the evening, Private Henry Barnes.

"Well, Barnes," inquired the major, "what is it you want?"

"If you please, sir--a lady."

Holding the door open at its widest the orderly ushered in--Miss
Forster.



                             CHAPTER XXIX

                         The Visitor Remains


Had the billiard-table taken to itself wings and commenced to waltz
about the room, those present could scarcely have been more amazed.
That a lady could be introduced in that haphazard, unlooked-for,
bewildering fashion by one of their own servants, who knew the written
and unwritten rules as well as anyone living--it was a crime almost
equivalent to high treason. It was all done before they had really time
to recover their breath--the lady was in, the orderly had gone, the
door was closed; there they were, gaping at her, and she was looking at
them. They seemed to have lost their presence of mind, to say nothing
of their manners.

Presently her attention became centred on Noel Draycott.

"You!"

The monosyllable seemed to burst from her in the fullness of her
surprise. Plainly he was as much of a ghost to her as he had been to
his colleagues of the mess. Major Reith stammeringly took upon himself
the task of endeavouring to make it clear to her that the position was
unusual.

"Miss Forster, I--I'm afraid it's rather contrary to regimental custom
to receive ladies in this apartment. Some mistake has been made. Let me
take you to where you will feel more at home."

A surprising interruption came from Noel Draycott.

"No mistake has been made. It is by my instructions that Miss Forster
has been shown in here. She has a right to be present at what I am
about to say; you will see that, Reith, yourself, before I have
finished."

It was said with an air of authority which caused the others to look at
him askance. Miss Forster turned to Major Reith, holding out something
in her hand.

"I received," she said, "this card." She read out what was written on
it: "'If Miss Forster will present herself at the main entrance to the
officers' mess to-night about ten o'clock, and will hand this card to
the orderly whom she will find in attendance, she will learn the whole
truth about Sydney Beaton.'"

"May I look at that card?" inquired the major. She gave it to him.
"This is the most extraordinary thing to receive. May I ask how it
reached you?"

"I found it awaiting me on my return home this afternoon. I was told
that a man had brought it who said that there was no answer."

Captain Draycott carried the lady's explanation several stages farther.

"That card came from me; I wrote it. I gave Barnes directions to show
Miss Forster in here directly she arrived. As Miss Forster is at least
as much interested in Sydney Beaton as any of us, and has heard one
story, I consider that the least we can do is to give her the first
opportunity which offers to become acquainted with the truth."

The major still seemed uncomfortably conscious of the irregularity of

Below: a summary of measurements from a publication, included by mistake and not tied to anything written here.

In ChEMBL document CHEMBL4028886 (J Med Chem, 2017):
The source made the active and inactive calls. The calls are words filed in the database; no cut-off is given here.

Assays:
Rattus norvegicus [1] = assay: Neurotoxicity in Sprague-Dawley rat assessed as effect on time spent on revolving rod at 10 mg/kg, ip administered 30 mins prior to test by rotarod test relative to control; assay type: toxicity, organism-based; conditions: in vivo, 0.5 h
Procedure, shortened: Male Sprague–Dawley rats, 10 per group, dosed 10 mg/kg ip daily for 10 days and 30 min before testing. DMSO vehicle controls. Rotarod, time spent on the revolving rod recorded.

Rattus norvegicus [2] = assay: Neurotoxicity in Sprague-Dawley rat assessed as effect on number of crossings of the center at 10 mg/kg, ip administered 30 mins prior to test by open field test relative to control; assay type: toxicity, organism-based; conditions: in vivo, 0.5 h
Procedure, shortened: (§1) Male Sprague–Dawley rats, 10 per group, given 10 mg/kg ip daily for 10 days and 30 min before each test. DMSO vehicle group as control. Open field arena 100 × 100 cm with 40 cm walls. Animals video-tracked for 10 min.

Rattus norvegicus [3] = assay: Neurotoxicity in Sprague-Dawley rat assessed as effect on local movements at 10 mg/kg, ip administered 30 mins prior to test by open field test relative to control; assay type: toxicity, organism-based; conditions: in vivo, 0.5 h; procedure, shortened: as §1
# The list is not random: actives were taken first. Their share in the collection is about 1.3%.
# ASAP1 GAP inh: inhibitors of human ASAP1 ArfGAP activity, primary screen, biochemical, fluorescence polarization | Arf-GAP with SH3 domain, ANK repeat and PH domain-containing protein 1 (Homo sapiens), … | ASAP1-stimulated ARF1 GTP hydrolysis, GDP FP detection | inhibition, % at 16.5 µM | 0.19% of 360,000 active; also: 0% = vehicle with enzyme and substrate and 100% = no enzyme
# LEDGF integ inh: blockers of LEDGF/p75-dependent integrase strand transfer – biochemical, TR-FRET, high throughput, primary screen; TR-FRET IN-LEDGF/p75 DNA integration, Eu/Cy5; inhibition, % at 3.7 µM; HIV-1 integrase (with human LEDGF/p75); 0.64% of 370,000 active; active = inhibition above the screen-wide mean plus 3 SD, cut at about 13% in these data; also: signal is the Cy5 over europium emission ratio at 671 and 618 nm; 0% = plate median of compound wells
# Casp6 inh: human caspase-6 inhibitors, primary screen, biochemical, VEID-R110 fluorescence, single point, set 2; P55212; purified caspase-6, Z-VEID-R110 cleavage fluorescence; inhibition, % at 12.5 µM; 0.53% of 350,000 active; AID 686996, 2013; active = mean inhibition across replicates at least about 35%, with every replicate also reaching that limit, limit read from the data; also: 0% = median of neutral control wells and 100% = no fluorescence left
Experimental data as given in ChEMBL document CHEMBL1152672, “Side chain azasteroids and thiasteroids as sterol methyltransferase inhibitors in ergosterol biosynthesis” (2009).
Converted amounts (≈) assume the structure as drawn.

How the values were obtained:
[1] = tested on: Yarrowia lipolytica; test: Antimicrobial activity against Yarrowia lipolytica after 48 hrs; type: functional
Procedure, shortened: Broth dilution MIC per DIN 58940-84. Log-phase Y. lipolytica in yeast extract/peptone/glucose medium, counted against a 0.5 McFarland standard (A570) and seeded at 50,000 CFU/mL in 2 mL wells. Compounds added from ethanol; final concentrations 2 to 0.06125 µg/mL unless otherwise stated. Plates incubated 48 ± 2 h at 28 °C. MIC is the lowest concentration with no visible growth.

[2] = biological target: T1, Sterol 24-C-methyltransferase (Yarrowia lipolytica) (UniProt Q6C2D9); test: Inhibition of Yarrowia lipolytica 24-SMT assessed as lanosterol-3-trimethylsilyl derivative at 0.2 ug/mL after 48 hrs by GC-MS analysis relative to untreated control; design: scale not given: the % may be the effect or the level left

the position.

"Really I hardly know what to say; but if it is the general wish that
this lady shall remain----"

Mr. Tickell took upon himself to answer before the sentence was
concluded.

"Of course it's the general wish; we are only too glad to have Miss
Forster among us. Miss Forster, won't you have a chair?"

The lady declined; she said she would rather stand. One person declared
himself to be in disagreement with Mr. Tickell--Anthony Dodwell.

"Without intending the least discourtesy, I cannot admit that Draycott
is entitled to introduce his lady friends where no ladies are allowed,
even if the intruder is Miss Forster."

"Then in that case you are one against all the rest of us, so you don't
count. Now, Noel, what is it all about? Cut it as short as you can, old
man, and then, as Reith puts it, if Miss Forster will allow us, we will
take her somewhere where she will feel more at home."

Thus urged, Mr. Draycott prefaced his story with a few outspoken,
candid words; every eye was fixed upon him, and all was still.

"The story which I am about to tell you is not very much to my credit,
nor to that of others; I don't propose to try to excuse myself in any
way whatever; I'll just say my say straight out."

He paused for a second as if to get his words into proper sequence.

"I can tell you the first part in half a dozen sentences; in fact, in
one: That night when Sydney Beaton was accused of cheating, he never
did cheat, and we behaved as we did to an innocent man."

Mr. Tickell broke out the moment the words were uttered.

"If I haven't felt it in my bones; the very next morning in bed I began
to feel it; I've not been easy in my mind ever since. Now, Dodwell,
what do you say to that?"

"I say that, for reasons of his own, Draycott says the thing which is
not; you all heard what he said that night."

"What I said then was a lie; one for which I deserve all that I am
likely to get. I behaved all through like a blackguard--that's what I
want to tell you."

"You may put it either way you like," sneered Anthony Dodwell; "it is
plain to the meanest intelligence that you behaved like a blackguard
whichever way you put it. Either you were lying then, or you're lying
now; from neither predicament do you come out nicely."

Draycott ignored the other's words.

"Dodwell owed Beaton a grudge, and I owed Dodwell money, or at least,
he said I did."

"You're a pretty bounder--I said you did!"

"He said I did. As a matter of fact, I don't believe that I owed him a
farthing; but he made out that I owed him a lot, more than I could pay
without going to the Jews, which I had promised my father I never would